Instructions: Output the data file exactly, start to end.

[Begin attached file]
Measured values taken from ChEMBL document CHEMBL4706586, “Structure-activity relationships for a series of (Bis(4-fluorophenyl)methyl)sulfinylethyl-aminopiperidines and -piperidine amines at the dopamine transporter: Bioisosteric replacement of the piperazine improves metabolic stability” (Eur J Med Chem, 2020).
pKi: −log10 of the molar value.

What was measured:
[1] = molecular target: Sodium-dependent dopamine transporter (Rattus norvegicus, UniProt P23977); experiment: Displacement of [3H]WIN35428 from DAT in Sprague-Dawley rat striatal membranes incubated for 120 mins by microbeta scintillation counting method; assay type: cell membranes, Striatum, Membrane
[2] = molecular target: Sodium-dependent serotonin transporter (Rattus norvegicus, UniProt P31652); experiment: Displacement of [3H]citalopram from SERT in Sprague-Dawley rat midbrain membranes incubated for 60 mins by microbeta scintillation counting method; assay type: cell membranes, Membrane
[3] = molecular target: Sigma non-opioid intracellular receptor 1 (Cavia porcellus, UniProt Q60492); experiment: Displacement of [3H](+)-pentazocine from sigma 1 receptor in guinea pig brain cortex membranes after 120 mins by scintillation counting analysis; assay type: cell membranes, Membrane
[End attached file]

Measured values taken from ChEMBL document CHEMBL4706586, “Structure-activity relationships for a series of (Bis(4-fluorophenyl)methyl)sulfinylethyl-aminopiperidines and -piperidine amines at the dopamine transporter: Bioisosteric replacement of the piperazine improves metabolic stability” (Eur J Med Chem, 2020).
pKi: −log10 of the molar value.

What was measured:
[1] = molecular target: Sodium-dependent dopamine transporter (Rattus norvegicus, UniProt P23977); experiment: Displacement of [3H]WIN35428 from DAT in Sprague-Dawley rat striatal membranes incubated for 120 mins by microbeta scintillation counting method; assay type: cell membranes, Striatum, Membrane
[2] = molecular target: Sodium-dependent serotonin transporter (Rattus norvegicus, UniProt P31652); experiment: Displacement of [3H]citalopram from SERT in Sprague-Dawley rat midbrain membranes incubated for 60 mins by microbeta scintillation counting method; assay type: cell membranes, Membrane
[3] = molecular target: Sigma non-opioid intracellular receptor 1 (Cavia porcellus, UniProt Q60492); experiment: Displacement of [3H](+)-pentazocine from sigma 1 receptor in guinea pig brain cortex membranes after 120 mins by scintillation counting analysis; assay type: cell membranes, Membrane